Fear of Flying—Let Go, Let God

Photograph © 2017 Peggy Kornegger
I used to be the classic “white-knuckle flyer.” I was in such a terrified state that I would clutch the armrests and tightly squeeze my partner’s hand to the point of cutting off her circulation. And this wasn’t only during episodes of turbulence; it was at every takeoff and landing and throughout the flight. Anti-anxiety drugs like Xanax or Valium had little effect. Wine only made me sleepy. Visualizations and positive affirmations couldn’t touch the core of my fear. I was convinced I was going to die at every sound or movement of the plane. It took courage to keep flying in the face of that, but I did. Still, no matter how I tried to reframe airplane travel, I remained stuck in my mind’s perceptual prison of danger and unease.

That is, until I met Panache Desai. It wasn’t just the expansive spiritual framework that he introduced me to. It was the experience of God that I first had through his programs and in his presence. The terror of infinity/eternity I had felt since childhood (which was probably feeding my fear of flying) gradually softened into tentative trust in something greater than my own singular life—and finally faith. I began to experience infinity as God, as a peace-filled spaceless space, which, if I surrendered to it, completely enfolded me in its loving embrace. It was an experience of the soul not the mind. That is what changed everything, slowly but monumentally.

I gradually began to fly without fear. At takeoff, I would relax into the power of the energy that was lifting me into space. It was exhilarating instead of terrifying. When the plane floated downward toward the landing strip, my consciousness floated with it. During the flight, I started to look out the window to see the worlds we were passing through instead of staring straight ahead or sitting rigidly with my eyes closed. Prairies and mountains, rivers and lakes, constantly changing clouds, sunrise and sunset, all were visible beyond the plane’s windows, and I had refused to look for years. Suddenly, I couldn’t stop looking, and I began to request window rather than aisle seats. I was Alice stepping through the looking glass into the full magic of life on (and above) Earth.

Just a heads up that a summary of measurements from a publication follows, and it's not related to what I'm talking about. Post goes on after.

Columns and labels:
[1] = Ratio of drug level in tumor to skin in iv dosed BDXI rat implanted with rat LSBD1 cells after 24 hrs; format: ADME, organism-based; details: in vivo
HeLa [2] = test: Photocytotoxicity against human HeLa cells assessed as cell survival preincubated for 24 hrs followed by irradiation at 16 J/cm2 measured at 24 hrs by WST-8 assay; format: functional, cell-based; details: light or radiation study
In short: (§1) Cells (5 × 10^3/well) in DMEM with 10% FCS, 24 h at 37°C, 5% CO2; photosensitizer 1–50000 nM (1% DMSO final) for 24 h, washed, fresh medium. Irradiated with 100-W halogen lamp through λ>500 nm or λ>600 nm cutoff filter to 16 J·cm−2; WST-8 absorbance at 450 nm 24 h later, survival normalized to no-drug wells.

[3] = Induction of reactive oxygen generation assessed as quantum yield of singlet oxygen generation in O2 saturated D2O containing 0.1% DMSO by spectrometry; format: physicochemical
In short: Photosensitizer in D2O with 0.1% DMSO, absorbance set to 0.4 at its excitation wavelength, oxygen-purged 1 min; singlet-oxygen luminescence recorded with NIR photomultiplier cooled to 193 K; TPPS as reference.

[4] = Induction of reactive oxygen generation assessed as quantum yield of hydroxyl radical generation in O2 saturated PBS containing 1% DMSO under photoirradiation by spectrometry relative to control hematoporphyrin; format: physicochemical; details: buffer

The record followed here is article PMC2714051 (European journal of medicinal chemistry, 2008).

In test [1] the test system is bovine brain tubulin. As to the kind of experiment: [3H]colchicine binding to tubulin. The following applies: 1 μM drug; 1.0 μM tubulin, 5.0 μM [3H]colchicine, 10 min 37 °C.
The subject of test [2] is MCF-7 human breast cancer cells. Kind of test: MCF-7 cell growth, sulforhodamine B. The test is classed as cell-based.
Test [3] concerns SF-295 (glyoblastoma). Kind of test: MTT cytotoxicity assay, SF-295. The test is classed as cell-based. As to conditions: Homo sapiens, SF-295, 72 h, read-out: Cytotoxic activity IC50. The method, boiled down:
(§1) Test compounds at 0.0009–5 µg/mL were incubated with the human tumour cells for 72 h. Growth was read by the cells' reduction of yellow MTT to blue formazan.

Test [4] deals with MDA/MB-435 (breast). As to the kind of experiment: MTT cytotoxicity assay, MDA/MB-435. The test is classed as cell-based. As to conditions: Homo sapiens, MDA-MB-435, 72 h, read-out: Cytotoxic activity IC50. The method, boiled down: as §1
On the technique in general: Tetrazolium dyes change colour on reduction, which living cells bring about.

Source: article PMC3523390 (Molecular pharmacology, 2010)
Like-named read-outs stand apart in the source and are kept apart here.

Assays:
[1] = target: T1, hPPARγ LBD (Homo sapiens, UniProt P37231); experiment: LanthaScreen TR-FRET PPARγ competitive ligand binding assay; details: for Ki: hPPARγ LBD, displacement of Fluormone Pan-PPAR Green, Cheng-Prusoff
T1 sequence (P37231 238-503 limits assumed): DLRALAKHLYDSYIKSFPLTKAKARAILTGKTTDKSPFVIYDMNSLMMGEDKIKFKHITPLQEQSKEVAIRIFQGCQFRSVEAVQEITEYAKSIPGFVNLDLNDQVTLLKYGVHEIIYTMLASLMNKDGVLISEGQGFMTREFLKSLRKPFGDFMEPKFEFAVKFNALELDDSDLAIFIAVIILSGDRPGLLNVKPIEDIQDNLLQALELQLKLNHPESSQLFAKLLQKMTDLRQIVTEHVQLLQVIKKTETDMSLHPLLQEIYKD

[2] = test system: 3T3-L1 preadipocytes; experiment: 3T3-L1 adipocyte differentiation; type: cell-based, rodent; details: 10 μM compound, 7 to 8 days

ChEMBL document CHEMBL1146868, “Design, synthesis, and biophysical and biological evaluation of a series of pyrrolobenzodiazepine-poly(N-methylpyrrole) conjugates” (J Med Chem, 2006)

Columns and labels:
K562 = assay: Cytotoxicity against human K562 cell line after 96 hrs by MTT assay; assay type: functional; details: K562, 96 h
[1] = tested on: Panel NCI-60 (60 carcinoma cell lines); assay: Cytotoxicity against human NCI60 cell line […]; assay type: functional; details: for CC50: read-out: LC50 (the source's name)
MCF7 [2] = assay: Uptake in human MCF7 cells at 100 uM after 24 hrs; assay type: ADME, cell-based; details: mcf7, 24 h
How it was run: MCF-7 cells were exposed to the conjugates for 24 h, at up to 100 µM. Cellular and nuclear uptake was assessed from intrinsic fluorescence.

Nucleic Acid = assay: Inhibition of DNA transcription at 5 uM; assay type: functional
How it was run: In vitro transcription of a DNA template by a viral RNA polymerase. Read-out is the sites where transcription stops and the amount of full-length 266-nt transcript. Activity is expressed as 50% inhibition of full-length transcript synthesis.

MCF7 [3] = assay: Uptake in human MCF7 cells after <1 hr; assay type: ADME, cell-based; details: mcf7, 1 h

The flight during which it really hit home that I was no longer frightened was between Boston and San Francisco. I was meditating quietly as we crossed over the Midwest and headed westward. Suddenly, something moved me to open my eyes and look out, and there beneath the plane was the entire span of the snow-covered Rocky Mountains reflecting radiant light in the morning sun. The shining peaks stretched into the distance, their magnificence filling me with awe and bringing tears to my eyes. I was looking through the eyes of my soul, and my soul saw God, saw infinity, and knew no fear.

Ever since then, I have felt deeply connected to God when I fly. “Connected” isn’t quite the right word. The experience is of God looking out at God, everywhere. There is nothing within me or within my gaze that isn’t God. And being thousands of feet up in the air allows me to have that infinite divine perspective. One that is different from that we have on the ground. What we see here is miraculous and beautiful. What we see up there is beyond words.

Last month, on a plane from Dallas to Santa Barbara, I was able to experience the Southwest from above in a way that opened up my consciousness even further. I have traveled, and hiked, there many times over the years, but now I was seeing the whole area as one limitless vision: the pink expanse of the Painted Desert, the red cliffs and rock formations of the Sedona area, and the sandy brown and beige desert nuances in between. The topography was of a piece, not cut up to fit a state map or a hiker’s trail guide. It was all one, and in looking at it from above, instead of immersed in it, I could see the seamlessness of all life. I could see God. On the other side of all my fear was wonder, infinite wonder. And profound gratitude.


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